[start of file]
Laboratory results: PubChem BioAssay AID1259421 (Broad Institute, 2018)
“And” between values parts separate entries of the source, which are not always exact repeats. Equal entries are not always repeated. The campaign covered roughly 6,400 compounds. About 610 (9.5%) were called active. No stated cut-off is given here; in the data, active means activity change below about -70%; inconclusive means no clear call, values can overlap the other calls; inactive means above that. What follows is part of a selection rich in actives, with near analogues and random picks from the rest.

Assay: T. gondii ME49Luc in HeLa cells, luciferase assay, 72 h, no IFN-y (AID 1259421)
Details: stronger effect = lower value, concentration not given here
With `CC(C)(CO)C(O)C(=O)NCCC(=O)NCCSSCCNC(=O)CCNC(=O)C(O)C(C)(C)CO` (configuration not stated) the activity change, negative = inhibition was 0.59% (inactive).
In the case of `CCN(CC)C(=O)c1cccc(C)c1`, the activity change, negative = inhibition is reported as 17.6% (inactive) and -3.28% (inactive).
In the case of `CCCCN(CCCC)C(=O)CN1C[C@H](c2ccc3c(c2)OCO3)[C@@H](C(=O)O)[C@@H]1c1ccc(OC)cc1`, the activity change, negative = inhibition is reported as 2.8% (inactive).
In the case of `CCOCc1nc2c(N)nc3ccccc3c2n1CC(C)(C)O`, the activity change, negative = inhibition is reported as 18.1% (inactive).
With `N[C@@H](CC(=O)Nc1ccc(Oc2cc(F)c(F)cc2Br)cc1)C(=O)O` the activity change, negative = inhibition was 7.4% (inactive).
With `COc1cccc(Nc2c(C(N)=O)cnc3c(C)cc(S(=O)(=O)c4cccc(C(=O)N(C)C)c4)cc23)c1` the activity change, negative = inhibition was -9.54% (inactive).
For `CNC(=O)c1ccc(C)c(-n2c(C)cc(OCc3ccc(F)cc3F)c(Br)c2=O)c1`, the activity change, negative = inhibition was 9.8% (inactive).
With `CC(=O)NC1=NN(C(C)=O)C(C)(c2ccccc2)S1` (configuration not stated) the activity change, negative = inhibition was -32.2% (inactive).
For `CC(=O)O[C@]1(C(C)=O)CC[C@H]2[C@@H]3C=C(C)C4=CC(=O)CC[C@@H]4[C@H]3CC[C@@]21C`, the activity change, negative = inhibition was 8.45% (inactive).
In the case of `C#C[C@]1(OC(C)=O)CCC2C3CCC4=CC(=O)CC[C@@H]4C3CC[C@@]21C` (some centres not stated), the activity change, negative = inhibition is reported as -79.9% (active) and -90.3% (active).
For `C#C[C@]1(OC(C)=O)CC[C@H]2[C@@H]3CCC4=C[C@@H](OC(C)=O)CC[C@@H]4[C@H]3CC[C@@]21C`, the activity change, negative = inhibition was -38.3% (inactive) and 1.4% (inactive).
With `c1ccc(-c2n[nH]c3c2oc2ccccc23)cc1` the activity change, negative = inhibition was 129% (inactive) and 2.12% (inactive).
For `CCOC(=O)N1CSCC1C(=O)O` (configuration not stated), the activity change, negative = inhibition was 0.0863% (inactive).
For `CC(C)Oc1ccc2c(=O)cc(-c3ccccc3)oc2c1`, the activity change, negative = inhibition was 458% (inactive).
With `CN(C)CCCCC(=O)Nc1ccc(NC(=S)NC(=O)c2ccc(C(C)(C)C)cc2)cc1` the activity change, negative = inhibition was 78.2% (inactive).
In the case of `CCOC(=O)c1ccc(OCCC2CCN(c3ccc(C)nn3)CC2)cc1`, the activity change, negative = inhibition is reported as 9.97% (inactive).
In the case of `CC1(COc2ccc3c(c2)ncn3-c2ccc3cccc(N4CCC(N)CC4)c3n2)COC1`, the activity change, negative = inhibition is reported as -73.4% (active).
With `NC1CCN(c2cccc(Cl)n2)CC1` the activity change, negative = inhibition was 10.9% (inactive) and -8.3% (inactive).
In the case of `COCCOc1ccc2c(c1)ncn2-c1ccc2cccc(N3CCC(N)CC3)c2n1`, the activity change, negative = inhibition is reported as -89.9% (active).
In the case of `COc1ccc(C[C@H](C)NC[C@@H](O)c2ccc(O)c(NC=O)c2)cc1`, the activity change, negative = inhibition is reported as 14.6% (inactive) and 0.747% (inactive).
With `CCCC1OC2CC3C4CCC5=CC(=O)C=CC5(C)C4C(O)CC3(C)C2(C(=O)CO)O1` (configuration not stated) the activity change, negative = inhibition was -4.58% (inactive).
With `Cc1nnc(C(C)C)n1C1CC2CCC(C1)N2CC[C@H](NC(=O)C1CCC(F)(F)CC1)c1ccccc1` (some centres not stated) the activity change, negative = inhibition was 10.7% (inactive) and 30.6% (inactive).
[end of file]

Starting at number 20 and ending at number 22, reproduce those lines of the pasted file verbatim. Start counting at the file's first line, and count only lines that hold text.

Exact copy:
In the case of `CCOC(=O)c1ccc(OCCC2CCN(c3ccc(C)nn3)CC2)cc1`, the activity change, negative = inhibition is reported as 9.97% (inactive).
In the case of `CC1(COc2ccc3c(c2)ncn3-c2ccc3cccc(N4CCC(N)CC4)c3n2)COC1`, the activity change, negative = inhibition is reported as -73.4% (active).
With `NC1CCN(c2cccc(Cl)n2)CC1` the activity change, negative = inhibition was 10.9% (inactive) and -8.3% (inactive).